Indian insurers seek appellate tribunal against IRDA penalties

Indian insurers say there is need for an appellate tribunal against the penalties imposed by the sectoral regulator as they are loathe to approach courts for redress since this could be seen as confrontationist.

Indian insurers say there is need for an appellate tribunal against the penalties imposed by the sectoral regulator as they are loathe to approach courts for redress since this could be seen as confrontationist.

The Insurance Regulatory and Development Authority (IRDA) has been penalising life and general insurers under Section 102 of the Insurance Act 1938 for paying distributors far higher than provided in the regulations and for other violations.

While the companies have been silently paying the fine and carrying on their activities, industry officials privately complain that it would be risky to go to the courts against the IRDA penalties as this would seem like a tussle between the company and the regulator.

“An appellate mechanism similar to Securities Appellate Tribunal (SAT) or Telecom Disputes Settlement and Appellate Tribunal (TDSAT) is a simple option which is not there now for the insurers,” a senior official of a private life insurer told IANS, preferring anonymity.

Agreeing that the Insurance Bill pending before parliament provides for an appellate tribunal, the official said: “It has been there for a long time. We do not know when it would be passed. Perhaps an interim appellate tribunal could be one option that the government can think of.”

Reacting to the demand, IRDA chief T.S. Vijayan told IANS over the phone: “The penalty order is issued by the chairman. The companies can appeal against the order to the IRDA Board. Regulations are sub-ordinate laws to the Insurance Act and companies cannot violate them at will and those who do have to be penalised.”

D. Varadarajan, a Supreme Court advocate who specialises in company and insurance laws, disagreed.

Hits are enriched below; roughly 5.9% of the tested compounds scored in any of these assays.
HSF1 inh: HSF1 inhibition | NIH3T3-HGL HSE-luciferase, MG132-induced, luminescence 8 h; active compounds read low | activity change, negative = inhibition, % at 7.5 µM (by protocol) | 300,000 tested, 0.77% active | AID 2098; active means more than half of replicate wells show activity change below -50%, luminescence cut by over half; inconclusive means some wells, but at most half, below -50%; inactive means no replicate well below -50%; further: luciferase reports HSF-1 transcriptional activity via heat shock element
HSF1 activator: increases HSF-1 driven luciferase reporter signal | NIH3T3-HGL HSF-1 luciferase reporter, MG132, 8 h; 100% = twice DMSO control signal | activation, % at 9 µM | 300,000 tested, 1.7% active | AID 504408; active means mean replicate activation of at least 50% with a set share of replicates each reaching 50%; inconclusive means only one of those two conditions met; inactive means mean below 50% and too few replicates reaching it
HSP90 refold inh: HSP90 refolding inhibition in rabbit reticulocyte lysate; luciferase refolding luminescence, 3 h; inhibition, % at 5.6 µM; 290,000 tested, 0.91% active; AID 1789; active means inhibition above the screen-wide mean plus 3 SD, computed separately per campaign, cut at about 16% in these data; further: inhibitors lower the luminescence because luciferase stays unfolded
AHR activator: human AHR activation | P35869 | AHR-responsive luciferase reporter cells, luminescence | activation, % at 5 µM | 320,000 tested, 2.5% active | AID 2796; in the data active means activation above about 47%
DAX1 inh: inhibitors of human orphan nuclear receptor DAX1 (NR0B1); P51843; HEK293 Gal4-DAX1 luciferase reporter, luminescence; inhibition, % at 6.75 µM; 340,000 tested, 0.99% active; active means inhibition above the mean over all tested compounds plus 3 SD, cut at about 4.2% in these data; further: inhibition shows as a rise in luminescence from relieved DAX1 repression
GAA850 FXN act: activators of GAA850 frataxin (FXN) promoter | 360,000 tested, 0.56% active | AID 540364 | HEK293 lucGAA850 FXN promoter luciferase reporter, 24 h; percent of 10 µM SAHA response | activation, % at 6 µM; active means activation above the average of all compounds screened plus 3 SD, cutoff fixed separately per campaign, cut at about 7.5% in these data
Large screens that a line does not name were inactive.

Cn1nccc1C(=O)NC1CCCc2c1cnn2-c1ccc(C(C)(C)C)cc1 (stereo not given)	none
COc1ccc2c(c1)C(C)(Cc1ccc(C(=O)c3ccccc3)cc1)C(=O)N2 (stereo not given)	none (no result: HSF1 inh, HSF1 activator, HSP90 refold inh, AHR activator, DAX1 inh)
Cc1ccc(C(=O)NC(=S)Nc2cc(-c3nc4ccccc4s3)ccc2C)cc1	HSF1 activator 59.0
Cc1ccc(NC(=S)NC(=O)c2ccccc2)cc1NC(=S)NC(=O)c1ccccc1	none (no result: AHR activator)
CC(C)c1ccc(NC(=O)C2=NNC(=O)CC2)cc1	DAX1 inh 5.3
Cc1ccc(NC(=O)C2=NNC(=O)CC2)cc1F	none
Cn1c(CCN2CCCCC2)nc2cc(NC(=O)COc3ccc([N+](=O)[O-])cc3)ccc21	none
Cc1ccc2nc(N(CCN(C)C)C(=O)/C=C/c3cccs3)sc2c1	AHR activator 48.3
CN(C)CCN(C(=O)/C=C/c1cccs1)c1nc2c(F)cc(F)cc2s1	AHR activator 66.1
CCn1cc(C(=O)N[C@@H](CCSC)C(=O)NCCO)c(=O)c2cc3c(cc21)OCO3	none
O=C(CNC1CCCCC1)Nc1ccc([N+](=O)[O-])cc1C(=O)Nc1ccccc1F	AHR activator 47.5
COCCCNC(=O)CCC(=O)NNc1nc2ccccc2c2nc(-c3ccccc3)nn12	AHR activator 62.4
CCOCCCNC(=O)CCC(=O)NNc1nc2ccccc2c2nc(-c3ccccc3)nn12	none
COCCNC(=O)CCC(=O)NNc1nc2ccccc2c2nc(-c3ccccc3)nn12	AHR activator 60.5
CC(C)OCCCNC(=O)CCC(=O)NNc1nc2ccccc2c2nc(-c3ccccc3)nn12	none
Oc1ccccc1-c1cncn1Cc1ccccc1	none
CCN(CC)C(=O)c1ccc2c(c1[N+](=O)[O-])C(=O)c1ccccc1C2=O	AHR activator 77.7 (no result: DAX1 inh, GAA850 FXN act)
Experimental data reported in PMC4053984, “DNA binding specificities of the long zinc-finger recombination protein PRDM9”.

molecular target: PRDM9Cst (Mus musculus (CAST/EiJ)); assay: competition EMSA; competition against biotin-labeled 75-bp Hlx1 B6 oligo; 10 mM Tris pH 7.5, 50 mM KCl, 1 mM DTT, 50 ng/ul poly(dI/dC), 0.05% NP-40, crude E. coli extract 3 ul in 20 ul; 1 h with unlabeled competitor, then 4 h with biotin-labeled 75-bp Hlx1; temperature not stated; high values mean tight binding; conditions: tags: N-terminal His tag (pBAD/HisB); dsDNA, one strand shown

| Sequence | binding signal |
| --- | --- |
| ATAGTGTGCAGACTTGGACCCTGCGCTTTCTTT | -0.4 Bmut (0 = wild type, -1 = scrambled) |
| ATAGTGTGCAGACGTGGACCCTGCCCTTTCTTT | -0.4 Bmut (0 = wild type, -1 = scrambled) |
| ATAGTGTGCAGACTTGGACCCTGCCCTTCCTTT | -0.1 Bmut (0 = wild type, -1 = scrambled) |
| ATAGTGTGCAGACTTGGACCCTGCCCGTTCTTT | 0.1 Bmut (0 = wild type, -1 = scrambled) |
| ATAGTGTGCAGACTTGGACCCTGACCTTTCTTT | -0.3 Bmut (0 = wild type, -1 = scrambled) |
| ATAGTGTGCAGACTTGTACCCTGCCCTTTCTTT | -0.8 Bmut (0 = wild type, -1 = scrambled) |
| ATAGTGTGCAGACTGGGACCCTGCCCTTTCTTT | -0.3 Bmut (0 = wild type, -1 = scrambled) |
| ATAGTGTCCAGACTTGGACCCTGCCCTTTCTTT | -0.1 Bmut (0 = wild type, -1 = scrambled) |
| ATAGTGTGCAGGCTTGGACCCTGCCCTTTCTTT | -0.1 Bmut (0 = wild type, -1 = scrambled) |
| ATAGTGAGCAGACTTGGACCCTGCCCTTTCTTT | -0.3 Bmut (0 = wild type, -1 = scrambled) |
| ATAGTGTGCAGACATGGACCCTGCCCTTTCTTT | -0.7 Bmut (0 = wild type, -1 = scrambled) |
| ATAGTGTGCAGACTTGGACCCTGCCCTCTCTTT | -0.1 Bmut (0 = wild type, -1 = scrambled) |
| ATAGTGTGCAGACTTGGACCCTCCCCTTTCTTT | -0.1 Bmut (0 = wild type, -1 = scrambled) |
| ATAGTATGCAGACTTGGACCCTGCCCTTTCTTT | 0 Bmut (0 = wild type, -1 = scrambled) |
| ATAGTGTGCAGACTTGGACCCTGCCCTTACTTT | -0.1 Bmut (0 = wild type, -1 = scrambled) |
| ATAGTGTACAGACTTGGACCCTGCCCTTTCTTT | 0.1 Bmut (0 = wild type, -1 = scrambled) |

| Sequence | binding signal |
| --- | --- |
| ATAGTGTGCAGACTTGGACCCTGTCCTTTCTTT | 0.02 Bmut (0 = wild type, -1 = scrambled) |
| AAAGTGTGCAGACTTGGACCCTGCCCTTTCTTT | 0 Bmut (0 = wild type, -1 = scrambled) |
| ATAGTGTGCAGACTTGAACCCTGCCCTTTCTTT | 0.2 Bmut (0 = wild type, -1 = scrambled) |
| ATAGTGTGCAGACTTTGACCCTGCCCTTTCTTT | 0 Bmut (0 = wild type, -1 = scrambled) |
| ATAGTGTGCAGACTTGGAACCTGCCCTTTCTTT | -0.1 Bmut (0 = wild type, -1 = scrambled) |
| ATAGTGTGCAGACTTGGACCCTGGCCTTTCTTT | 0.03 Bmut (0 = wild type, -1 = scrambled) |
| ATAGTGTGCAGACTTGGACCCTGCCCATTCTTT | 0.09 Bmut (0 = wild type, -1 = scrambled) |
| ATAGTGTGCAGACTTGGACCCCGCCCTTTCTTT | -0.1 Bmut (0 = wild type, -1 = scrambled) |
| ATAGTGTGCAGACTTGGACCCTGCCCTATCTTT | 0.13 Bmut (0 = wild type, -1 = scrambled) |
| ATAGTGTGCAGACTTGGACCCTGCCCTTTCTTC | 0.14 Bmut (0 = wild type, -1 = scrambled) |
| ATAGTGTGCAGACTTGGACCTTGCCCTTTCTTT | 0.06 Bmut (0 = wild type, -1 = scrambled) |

“Where is the question of appealing to the Board when IRDA does not have the penalising powers, which only the courts have under the insurance law,” he contended while speaking to IANS over the phone from Delhi.

He said Section 102 of the Insurance Act gives IRDA powers to levy penalties only on four counts: failure to furnish documents, returns or statements; non-compliance with directions; non maintenance of solvency margins; and failure to comply with insurance treaties.

According to insurance industry officials, regulations and circulars cannot be treated as the regulator’s directions.

Citing Section 26 of the Code of Criminal Procedure, Varadarajan said any offence under the Insurance Act has to be tried under Section 109 of the Insurance Act and that too, by a presidency or first class magistrate.

“It is to be noted that when the Insurance Act was amended by the IRDA Act, 1999, the procedural mechanism for the imposition of penalties should have been also amended sympathetically to provide more teeth to the Authority,” he added.

“Unfortunately, that was not the case. While amending/inserting sections 102 to 105C in the Insurance Act attention was given only to prescribing penalties for infractions, leaving intact the power of courts to take cognizance of offences,” he noted.

An official of a private life insurer told IANS that there are specific penalties for carrying on business in contravention of provisions under Section 103, for false statements under Section 104, wrongful possession and others under Section 105 and rural and social sector non-compliances under Section 105B and 105C of the Insurance Act.

He said Section 105A recognises offences by companies under the Act and makes their seniors responsible, which to a great extent, helps the Authority fix accountability.

“The Insurance Act, as things stand today, does not give the IRDA the power to form an independent appellate authority. Neither is it possible to form an appellate forum in the government,” the official contended.

One option was an Ordinance to amend the Insurance Act to set up an appellate authority, he added.

Curiously, a forum that exists to address the issue has not been approached to do so.

The Life Insurance Council, a forum of Indian life insurers, says it would have taken up the issue had it been asked to do so.

“The absence of the appellate mechanism against IRDA penalty orders was not raised by any insurer with the Council till now. Had it been brought to our notice we would have taken it up with the regulator and the government as an industry issue,” secretary general V. Manickam told IANS.


Article Categories:

Don't Miss! random posts ..